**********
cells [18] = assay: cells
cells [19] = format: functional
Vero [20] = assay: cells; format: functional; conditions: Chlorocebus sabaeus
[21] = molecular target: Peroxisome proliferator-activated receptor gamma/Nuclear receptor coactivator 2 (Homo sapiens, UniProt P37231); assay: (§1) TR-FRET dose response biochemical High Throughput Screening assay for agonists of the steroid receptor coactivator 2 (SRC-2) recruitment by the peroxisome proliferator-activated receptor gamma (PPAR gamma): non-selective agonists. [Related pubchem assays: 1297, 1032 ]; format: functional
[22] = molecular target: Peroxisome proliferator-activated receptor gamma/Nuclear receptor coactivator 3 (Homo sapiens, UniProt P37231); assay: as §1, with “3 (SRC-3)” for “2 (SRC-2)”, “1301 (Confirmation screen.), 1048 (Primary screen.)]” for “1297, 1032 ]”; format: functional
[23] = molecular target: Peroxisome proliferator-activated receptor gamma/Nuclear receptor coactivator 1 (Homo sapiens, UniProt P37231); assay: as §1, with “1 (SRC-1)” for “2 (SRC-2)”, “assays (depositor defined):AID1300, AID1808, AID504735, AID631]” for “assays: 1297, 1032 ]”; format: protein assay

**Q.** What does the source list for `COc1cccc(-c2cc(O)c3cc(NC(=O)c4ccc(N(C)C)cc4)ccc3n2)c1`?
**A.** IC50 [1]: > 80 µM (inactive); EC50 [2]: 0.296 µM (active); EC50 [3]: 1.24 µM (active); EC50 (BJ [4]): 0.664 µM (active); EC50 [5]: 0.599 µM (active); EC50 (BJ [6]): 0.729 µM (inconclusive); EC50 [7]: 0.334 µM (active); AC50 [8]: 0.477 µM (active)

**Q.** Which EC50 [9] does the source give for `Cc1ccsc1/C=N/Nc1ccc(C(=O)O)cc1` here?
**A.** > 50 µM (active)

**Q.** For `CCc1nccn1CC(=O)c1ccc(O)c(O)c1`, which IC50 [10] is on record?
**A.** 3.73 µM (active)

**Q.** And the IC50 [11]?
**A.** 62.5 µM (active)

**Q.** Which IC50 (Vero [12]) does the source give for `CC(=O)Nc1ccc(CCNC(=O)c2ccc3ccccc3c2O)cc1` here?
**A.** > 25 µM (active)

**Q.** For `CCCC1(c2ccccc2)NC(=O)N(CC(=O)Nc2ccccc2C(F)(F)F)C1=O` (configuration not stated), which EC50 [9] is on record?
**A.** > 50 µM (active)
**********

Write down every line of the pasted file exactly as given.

cells [18] = assay: cells
cells [19] = format: functional
Vero [20] = assay: cells; format: functional; conditions: Chlorocebus sabaeus
[21] = molecular target: Peroxisome proliferator-activated receptor gamma/Nuclear receptor coactivator 2 (Homo sapiens, UniProt P37231); assay: (§1) TR-FRET dose response biochemical High Throughput Screening assay for agonists of the steroid receptor coactivator 2 (SRC-2) recruitment by the peroxisome proliferator-activated receptor gamma (PPAR gamma): non-selective agonists. [Related pubchem assays: 1297, 1032 ]; format: functional
[22] = molecular target: Peroxisome proliferator-activated receptor gamma/Nuclear receptor coactivator 3 (Homo sapiens, UniProt P37231); assay: as §1, with “3 (SRC-3)” for “2 (SRC-2)”, “1301 (Confirmation screen.), 1048 (Primary screen.)]” for “1297, 1032 ]”; format: functional
[23] = molecular target: Peroxisome proliferator-activated receptor gamma/Nuclear receptor coactivator 1 (Homo sapiens, UniProt P37231); assay: as §1, with “1 (SRC-1)” for “2 (SRC-2)”, “assays (depositor defined):AID1300, AID1808, AID504735, AID631]” for “assays: 1297, 1032 ]”; format: protein assay

**Q.** What does the source list for `COc1cccc(-c2cc(O)c3cc(NC(=O)c4ccc(N(C)C)cc4)ccc3n2)c1`?
**A.** IC50 [1]: > 80 µM (inactive); EC50 [2]: 0.296 µM (active); EC50 [3]: 1.24 µM (active); EC50 (BJ [4]): 0.664 µM (active); EC50 [5]: 0.599 µM (active); EC50 (BJ [6]): 0.729 µM (inconclusive); EC50 [7]: 0.334 µM (active); AC50 [8]: 0.477 µM (active)

**Q.** Which EC50 [9] does the source give for `Cc1ccsc1/C=N/Nc1ccc(C(=O)O)cc1` here?
**A.** > 50 µM (active)

**Q.** For `CCc1nccn1CC(=O)c1ccc(O)c(O)c1`, which IC50 [10] is on record?
**A.** 3.73 µM (active)

**Q.** And the IC50 [11]?
**A.** 62.5 µM (active)

**Q.** Which IC50 (Vero [12]) does the source give for `CC(=O)Nc1ccc(CCNC(=O)c2ccc3ccccc3c2O)cc1` here?
**A.** > 25 µM (active)

**Q.** For `CCCC1(c2ccccc2)NC(=O)N(CC(=O)Nc2ccccc2C(F)(F)F)C1=O` (configuration not stated), which EC50 [9] is on record?
**A.** > 50 µM (active)